Children who eat their meals with their families on a regular basis are more likely to benefit from long-term physical and mental health benefits, a new study suggests.
Following a cohort of Quebec infants born between 1997 and 1998, Université de Montréal PhD student Marie-Josée Harbec and her supervisor, psychoeducation professor Linda Pagani, made the discovery. The findings were published in the Journal of Developmental & Behavioural Paediatrics today.
“There is a handful of research suggesting positive links between eating family meals together frequently and child and adolescent health,” Pagani said. “In the past, researchers were unclear on whether families that ate together were simply healthier to begin with. And measuring how often families eat together and how children are doing at that moment may not capture the complexity of the environmental experience.”
Associations between the environmental quality of the family meal experience
The youngsters in the study had been tracked by researchers when they were 5 months old as part of the Quebec Longitudinal Study of Child Development. At the age of six, their parents began reporting on whether they ate family meals together. Parents, teachers, and the children themselves supplied information on the children’s lifestyle habits and psychosocial well-being at the age of ten.
“We decided to look at the long-term influence of sharing meals as an early childhood family environment experience in a sample of children born the same year,” Pagani said, “and we followed up regularly as they grew up. Using a birth cohort, this study examines the prospective associations between the environmental quality of the family meal experience at age 6 and child well-being at age 10.
” Family meal environment and level of fitness linked
When the quality of the family eating environment was higher at age 6, there were higher levels of overall fitness and lower levels of soft-drink consumption at age 10. These kids also appeared to have better social skills, as they were less likely to self-report as physically aggressive, oppositional, or delinquent at the age of ten.
“Because we had a lot of information about the children before age 6 — such as their temperament and cognitive abilities, their mother’s education and psychological characteristics, and prior family configuration and functioning — we were able to eliminate any pre-existing conditions of the children or families that could throw a different light on our results,” said Harbec. “It was really ideal as a situation.”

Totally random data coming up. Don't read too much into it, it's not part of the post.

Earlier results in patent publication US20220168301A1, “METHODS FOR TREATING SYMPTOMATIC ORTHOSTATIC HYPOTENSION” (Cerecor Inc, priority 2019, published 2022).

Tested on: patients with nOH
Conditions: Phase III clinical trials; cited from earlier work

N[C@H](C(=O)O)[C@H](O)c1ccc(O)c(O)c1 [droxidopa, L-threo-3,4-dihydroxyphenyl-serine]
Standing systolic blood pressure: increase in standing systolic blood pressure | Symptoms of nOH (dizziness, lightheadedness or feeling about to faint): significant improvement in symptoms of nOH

The presence of parents during mealtimes provides firsthand social interaction
Explained Pagani: “The presence of parents during mealtimes likely provides young children with firsthand social interaction, discussions of social issues and day-to-day concerns, and vicarious learning of prosocial interactions in a familiar and emotionally secure setting. Experiencing positive forms of communication may likely help the child engage in better communication skills with people outside of the family unit.
Our findings suggest that family meals are not solely markers of home environment quality but are also easy targets for parent education about improving children’s well-being.” “From a population-health perspective, our findings suggest that family meals have long-term influences on children’s physical and mental well-being,” said Harbec.
At a time when fewer families in Western countries are eating together, the researchers believe it is especially important for psycho-social professionals to support the practice at home – indeed, to make it a priority. In addition, family dinners should be promoted as beneficial in public awareness efforts aimed at improving child development.
Materials provided by the University of Montreal. Note: Content may be edited for style and length.
Marie-Josée Harbec, Linda S. Pagani. Associations Between Early Family Meal Environment Quality and Later Well-Being in School-Age Children. Journal of Developmental & Behavioural Paediatrics, 2017; 1 DOI: 10.1097/DBP.0000000000000520
The University of Montreal. “Eating together as a family helps children feel better, physically and mentally: Long-term effects of family meals in early childhood.” ScienceDaily. ScienceDaily, 14 December 2017. <www.sciencedaily.com/releases/2017/12/171214092322.htm>.
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